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Chrome, FileReader API, event.target.result === “”

I have a web app which does some processing on big text-files (> 500mb) via the FileReader API’s readAsText() method.
It has been working great for years but suddenly I got empty responses: event.target.result is an empty string.

369MB works but 589MB does not work.

I have tested on multiple computers; same result, however it does work in Firefox. Chrome must have introduced this in a recent update.

Has this bug been submitted?

Is there any workaround?

Answer

This is v8 limitation on String length.

Has this bug been submitted?

Here is the responsible commit: https://github.com/v8/v8/commit/ea56bf5513d0cbd2a35a9035c5c2996272b8b728

Running a bisect I felt on this Change-Log and found it was applied on Chrome v79.

Before this change the limit on 64-bits platforms was set to 1024MB, the new limit is 512MB, the half.

This means not only FileReader is affected, but any method that would try to produce such a big String.

Here is a simple example:

const header = 24;
const bytes = new Uint8Array( (512 * 1024 * 1024) - header );
let txt = new TextDecoder().decode( bytes );
console.log( txt.length ); // 536870888
txt += "f"; // RangeError

Is there any workaround?

The only way around that issue is to process your text by chunks.

Luckily, you are dealing with ASCII data, so you can easily split your resource and work on that chunk using the Blob.slice() method:

// working in a Web-Worker to not freeze the tab while generating the data
const worker_script = `
(async () => {

  postMessage( 'Generating file, may take some time...' );

  const bytes = Uint8Array.from(
    { length: 800 * 1024 * 1024 },
    (_, i) => (i % 25) + 65
  );
  const blob = new Blob( [ bytes ] );

  const length = blob.size;
  const chunk_size = 128 * 1024 * 1024;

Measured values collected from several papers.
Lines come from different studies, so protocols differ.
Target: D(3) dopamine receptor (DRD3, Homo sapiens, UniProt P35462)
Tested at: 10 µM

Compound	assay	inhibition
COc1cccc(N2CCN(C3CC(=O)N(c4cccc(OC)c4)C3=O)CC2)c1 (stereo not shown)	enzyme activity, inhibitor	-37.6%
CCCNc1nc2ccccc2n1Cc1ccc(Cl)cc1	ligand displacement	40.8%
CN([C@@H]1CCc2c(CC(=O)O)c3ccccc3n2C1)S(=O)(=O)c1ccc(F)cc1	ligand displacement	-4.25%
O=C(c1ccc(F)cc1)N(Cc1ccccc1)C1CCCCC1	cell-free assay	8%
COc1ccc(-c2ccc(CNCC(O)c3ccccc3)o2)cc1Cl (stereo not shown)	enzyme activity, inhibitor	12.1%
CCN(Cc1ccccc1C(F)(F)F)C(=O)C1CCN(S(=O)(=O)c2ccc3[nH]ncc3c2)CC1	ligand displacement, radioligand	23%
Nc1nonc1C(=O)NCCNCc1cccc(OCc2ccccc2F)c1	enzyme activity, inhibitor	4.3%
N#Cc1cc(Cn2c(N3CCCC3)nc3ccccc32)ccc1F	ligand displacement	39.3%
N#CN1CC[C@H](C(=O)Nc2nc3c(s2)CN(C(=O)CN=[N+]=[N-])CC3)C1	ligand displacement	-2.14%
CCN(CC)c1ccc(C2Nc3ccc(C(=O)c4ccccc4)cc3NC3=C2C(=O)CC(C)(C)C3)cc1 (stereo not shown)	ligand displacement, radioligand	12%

postMessage( 'Original file size: ' + length );
  
  let As = 0;
  let i = 0;
  while ( i < length ) {
    const str = await blob.slice( i, i + chunk_size ).text();
    i += chunk_size;
    As += str.split( 'A' ).length - 1;
  }
  postMessage( 'found ' + As + ' "A"s in the whole file' );

} )();
`;
const worker_blob = new Blob( [ worker_script ] );
const worker = new Worker( URL.createObjectURL( worker_blob ) );
worker.onmessage = (evt) => console.log( evt.data );

The ones working with rich text like UTF-8 would have to deal with multi-bytes characters, and this may not be that easy…

Also note that even in browsers that let you generate such big strings, you may very well face other problems too. For instance in Safari, you can generate bigger strings, but if you keep it alive too long in memory, then the browser will reload your page automaticaly.


2021 update

Almost all modern browsers now support the Blob.stream() method which returns a ReadableStream, allowing us to well… read that Blob’s content as a stream. We can thus process huge file texts in a more performant way, and thanks to the stream option of the TextDecoder API we can even handle non ASCII characters:

const bytes = Uint8Array.from(
  { length: 800 * 1024 * 1024 },
  (_, i) => (i % 25) + 65
);
const blob = new Blob( [ bytes ] );

console.log( 'Original file size: ' + blob.size );
const reader = blob.stream().getReader();
const decoder = new TextDecoder();
let As = 0;
reader.read().then( function process({ done, value }) {
  const str = decoder.decode( value, { stream: true } );
  As += str.split( 'A' ).length - 1;
  if( !done ) {
    reader.read().then( process );
  }
  else {
    console.log( 'found ' + As + ' "A"s in the whole file' );
  }
} );